We’ve written at length at Inside PA Training about how important your physician assistant school interview is. It usually represents the last hurdle in sealing your seat in a class. If you do well, you’re going to be a PA. If not, it’s back to the drawing board. Today we share a few tips that will make your interview stand out, or as we like say, “pop.” It means interviewing in a way that projects that you are more than the usual candidate, the “diamond in the rough,” and it’s frequently the way marginal candidates make themselves into successful ones.
How to Make Your PA Interview Stand Out
1) Laugh at yourself
Find a way to laugh at yourself; pretty much anything self-deprecating will do. For example, smile and admit that you’re nervous. You can add a funny little detail and exaggerate it a little: “I’m terrible at parallel parking. I had to make like a 40-point turn to get that baby parked – I was sure I was going to be late!” This lightens the mood for everyone, and helps you to relax. It also turns something negative about you (that you’re nervous and are a parking spaz) into something positive (that you’re big enough to admit your faults and laugh at them). Everyone loves someone who can laugh at their own flaws. Obviously, you shouldn’t admit to any major flaws, or this will backfire. But one little one will do just fine.
2) Empathize with your interviewers
This one is brief, easy, and powerful. Any way you can empathize with the person interviewing shows that you have a bigger understanding of what’s going on than just what’s going on with you. People who are out-of-their-minds with anxiety and insecurity never do this. “Boy, I really wouldn’t want your job right now – with so many strong candidates it must be tough to make your final decisions.” Or even just “I bet this is a really long day for you guys.” Do this either at the start or end of your interview.
3) Impress them with the Thoroughness of your Research.
It can’t be stressed enough: before you interview, do your research. This is particularly true in terms of learning about the program where you’re interviewing. You will inevitably be asked “Why did you choose to apply to our program over others?” If you don’t know much about their program, it will be (painfully) obvious.
Your research should go beyond the program’s website. Do you know what is different about their program compared to last year? (Every program changes at least a little from year to year). How does their curriculum work? The best place to find these little “pop-worthy” details is from current students and graduates of their program. Most schools will connect you with one or two of each; all you need to do is call and ask. If they aren’t able to, try googling “PA-C, XYZ PA Program Graduate,” which should turn up a few names and even where they practice. Their email may be available if you poke around a little. Shoot these graduates of the program an email and tell them you would be so grateful if they could give you a few insights on their PA education. Tell them you are trying to decide if that program is for you, not that you’re prepping for an interview. You can also do some powerful internet research using a trick we wrote about previously (click). Sound excessive? It’s not – you’re going to spend 2-3 years and $25-100K on your education! Isn’t talking to someone who knows about it in advance a no-brainer?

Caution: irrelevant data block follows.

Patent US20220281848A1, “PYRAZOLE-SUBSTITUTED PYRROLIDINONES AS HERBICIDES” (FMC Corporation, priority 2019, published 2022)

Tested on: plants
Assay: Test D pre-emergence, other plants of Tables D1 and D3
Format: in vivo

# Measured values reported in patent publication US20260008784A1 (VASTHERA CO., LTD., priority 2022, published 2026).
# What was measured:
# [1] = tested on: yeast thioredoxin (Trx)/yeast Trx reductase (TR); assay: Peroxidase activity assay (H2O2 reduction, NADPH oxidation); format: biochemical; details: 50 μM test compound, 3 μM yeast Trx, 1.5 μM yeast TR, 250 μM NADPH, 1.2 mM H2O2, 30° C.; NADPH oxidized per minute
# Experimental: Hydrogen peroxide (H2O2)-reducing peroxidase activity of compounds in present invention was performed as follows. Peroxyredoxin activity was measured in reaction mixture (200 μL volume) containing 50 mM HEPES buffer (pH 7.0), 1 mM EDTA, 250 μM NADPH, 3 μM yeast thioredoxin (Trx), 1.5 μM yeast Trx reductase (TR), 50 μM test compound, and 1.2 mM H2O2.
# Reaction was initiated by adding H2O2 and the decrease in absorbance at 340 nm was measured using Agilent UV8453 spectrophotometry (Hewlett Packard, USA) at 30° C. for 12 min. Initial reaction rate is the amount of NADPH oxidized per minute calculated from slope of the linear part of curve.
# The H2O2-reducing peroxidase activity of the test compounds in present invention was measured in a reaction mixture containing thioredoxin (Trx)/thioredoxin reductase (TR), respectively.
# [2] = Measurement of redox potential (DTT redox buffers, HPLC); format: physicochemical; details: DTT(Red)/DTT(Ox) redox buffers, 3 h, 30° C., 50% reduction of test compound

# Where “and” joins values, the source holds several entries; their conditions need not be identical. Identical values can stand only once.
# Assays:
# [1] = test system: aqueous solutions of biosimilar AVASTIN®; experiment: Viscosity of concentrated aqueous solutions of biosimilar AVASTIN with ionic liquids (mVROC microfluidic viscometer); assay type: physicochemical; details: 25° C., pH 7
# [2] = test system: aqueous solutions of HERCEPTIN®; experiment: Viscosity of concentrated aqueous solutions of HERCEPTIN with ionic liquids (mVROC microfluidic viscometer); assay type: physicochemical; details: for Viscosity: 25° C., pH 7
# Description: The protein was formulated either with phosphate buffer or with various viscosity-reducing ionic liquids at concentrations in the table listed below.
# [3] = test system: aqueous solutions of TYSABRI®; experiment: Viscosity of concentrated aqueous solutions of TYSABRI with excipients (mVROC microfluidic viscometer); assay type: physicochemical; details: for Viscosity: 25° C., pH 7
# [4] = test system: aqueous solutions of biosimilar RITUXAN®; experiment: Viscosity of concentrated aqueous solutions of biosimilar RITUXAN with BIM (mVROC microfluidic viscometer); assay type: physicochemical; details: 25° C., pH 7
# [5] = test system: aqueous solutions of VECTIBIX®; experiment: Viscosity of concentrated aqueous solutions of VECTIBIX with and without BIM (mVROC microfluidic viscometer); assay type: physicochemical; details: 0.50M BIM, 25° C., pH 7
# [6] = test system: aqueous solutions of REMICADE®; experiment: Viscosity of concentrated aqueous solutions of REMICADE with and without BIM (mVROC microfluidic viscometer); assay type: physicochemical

4) Have a greater vision
In the PA school interview coaching, this is probably the most commonly neglected area. Don’t let your interview project that idea that you’d be totally elated to go to any PA program, get licensed, and work anywhere. Instead, blow them away with what you’re passionate about. What mark do you want to leave on this field? What matters to you in your work with patients? Impressive candidates whose interviews stand out, think big. To see this in action, be sure to watch our video interview of Sundance. She makes it clear that she is planning to do big things – maybe even change the face of health care singlehandedly. You don’t need to tell them that you’re going to stop world hunger and cure cancer, but surely you’d like to do more than help a few sick people, no? If you make it clear that yours is no ordinary ambition, your interview will be remembered long after it’s over.
5) Bring a Few Good Questions for them.
Groucho Marx is famous for saying “I would never want to belong to any club that would have someone like me as a member.” The idea here is that we are impressed by people who don’t need us – they have other options and don’t appear desperate. Who wants to admit someone who is desperate into their school? To make it clear that you’re interviewing them just as much as they’re interviewing you. A good way to do this is to respectfully ask a question that invites them to sell their program to you. Some examples: “I have applied to several programs and although I have a strong interest in yours, I haven’t yet decided. What would you say is the best one or two things about your program?” You can also ask about what kind of support is available to graduates. Do they have job placement assistance? The message you project with questions like these is: I might go somewhere else. Having them sell their program to you is also a great way to reverse the oh-my-god-I-would-do-absolutely-anything-to-go-there mentality that most candidates project when they interview.
If you are invited to interview, then you know that they are impressed enough with what they know about you on paper to want to know more. If you practice the tips above you will demonstrate that you are real, organized, a big thinker, *not* desperate. Also, if you’re interested in PA school interview coaching, click here to let us know.